Bolivia's interim president formally enacted a law Sunday calling for new elections to replace ousted leader Evo Morales, while protests that have gripped the country for more than a month seemed to be easing.
The measure signed by President Jeanine Áñez doesn't set a date for the new vote. That will be up to a new electoral tribunal that hasn't yet been named.
Áñez promised "to organise just, clean and transparent elections."
Protests broke out after Morales claimed victory in an October 20 election that international observers invited in by the government said was flawed by numerous irregularities.
Amid the turmoil, and prodded by police and the military, Morales resigned and went into exile on November 10 — setting off protests by his own backers. At least 32 people have died in the 35 days of demonstrations.
While disturbances continued in some places, the end of highway blockades was allowing food, gasoline and other goods to flow into the capital, La Paz.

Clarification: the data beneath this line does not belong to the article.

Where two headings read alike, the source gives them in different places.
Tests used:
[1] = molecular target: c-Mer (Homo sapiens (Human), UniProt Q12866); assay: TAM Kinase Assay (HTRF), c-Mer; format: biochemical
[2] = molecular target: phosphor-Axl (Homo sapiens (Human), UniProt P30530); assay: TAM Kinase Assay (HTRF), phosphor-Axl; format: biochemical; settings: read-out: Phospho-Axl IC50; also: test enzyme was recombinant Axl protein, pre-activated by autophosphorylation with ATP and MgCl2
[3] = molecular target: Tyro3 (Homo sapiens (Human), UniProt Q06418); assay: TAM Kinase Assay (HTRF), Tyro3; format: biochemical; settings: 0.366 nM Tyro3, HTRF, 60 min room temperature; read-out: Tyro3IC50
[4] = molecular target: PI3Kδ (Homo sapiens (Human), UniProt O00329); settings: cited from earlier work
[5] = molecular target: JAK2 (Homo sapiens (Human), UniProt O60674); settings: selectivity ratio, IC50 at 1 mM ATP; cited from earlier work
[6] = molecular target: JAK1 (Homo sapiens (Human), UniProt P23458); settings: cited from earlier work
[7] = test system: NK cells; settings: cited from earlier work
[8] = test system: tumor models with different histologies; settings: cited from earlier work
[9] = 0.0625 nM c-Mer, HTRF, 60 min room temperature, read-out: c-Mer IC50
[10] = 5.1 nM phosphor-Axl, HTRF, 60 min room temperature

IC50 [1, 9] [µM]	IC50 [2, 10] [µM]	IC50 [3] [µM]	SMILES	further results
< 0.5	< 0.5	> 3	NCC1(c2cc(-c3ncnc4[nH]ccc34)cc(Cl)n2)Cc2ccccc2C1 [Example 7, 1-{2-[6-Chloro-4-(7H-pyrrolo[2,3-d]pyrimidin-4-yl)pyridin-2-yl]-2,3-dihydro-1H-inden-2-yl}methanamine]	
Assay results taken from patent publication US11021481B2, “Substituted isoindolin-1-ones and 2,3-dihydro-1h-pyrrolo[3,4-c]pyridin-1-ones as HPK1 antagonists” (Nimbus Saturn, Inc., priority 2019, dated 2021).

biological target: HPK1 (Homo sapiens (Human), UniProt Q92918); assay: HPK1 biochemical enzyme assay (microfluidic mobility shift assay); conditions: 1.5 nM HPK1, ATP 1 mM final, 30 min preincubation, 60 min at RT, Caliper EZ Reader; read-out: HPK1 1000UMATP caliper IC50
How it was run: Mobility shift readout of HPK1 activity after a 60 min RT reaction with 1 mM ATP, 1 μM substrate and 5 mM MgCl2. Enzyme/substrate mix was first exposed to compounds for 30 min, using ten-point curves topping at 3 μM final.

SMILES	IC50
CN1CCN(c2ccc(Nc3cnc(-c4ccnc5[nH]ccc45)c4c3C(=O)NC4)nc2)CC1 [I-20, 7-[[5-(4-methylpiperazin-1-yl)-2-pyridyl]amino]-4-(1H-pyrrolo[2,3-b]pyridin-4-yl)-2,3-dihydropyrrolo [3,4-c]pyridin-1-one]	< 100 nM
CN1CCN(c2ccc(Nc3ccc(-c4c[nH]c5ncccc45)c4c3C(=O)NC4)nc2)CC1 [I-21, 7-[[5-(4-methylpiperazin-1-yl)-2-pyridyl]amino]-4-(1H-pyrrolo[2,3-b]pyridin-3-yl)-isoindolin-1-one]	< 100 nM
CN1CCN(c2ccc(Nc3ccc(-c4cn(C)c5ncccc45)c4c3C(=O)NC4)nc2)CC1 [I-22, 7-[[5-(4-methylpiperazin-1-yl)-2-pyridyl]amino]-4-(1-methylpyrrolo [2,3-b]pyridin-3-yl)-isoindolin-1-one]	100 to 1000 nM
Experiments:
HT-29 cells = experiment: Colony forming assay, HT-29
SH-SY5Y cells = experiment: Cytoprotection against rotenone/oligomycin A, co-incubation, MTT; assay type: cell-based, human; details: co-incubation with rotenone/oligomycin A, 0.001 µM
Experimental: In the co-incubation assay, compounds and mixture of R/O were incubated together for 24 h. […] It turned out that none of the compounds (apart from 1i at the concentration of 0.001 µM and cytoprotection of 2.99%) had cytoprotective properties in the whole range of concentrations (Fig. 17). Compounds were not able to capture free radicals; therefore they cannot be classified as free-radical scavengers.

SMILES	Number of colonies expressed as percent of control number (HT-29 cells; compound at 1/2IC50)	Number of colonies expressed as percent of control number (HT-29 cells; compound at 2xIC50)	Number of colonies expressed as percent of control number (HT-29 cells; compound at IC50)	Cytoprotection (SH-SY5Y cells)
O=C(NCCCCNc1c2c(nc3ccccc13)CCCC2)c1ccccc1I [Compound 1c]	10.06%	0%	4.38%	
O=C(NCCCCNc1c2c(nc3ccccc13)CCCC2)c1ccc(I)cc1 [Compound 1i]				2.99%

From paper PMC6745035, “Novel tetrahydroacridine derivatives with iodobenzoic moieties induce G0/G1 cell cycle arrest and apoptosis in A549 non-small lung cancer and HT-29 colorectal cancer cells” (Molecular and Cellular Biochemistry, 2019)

The new election law approved Saturday by congress annulled the earlier vote and bars Morales from participating in the new one. The nation's first indigenous president had already served 14 years and his rejection of term limits help spawn protests against him.
The vote will also choose a new Legislative Assembly.
Morales' Movement Toward Socialism party seemed stunned by the rapid turn of events after so long in power, during which it had come to control most of the levers of power in the country — including the legislature that voted unanimously to exclude him from the upcoming vote.
Congressman Juan Cala said Morales, "continues to be the president of the party. He is our leader and will have the final word" on the party's candidate.
"We still haven't assimilated what happened,' Cala said. "We have to be self-critical with the errors. But the indigenous organisations and unions are our strength."
Political analyst Carlos Cordero said many of those who left behind after Morales' chief aides resigned en masse with their leader are people who had previously been overshadowed. "Now they have the challenge of renovating the MAS," he said, using the party's Spanish initials.
While Morales insists he was pushed out by a coup d'etat, the interim government has said it's moving to charge him with sedition and terrorism for allegedly trying to block supplies reaching cities during the protests based on a recording he has called "a setup."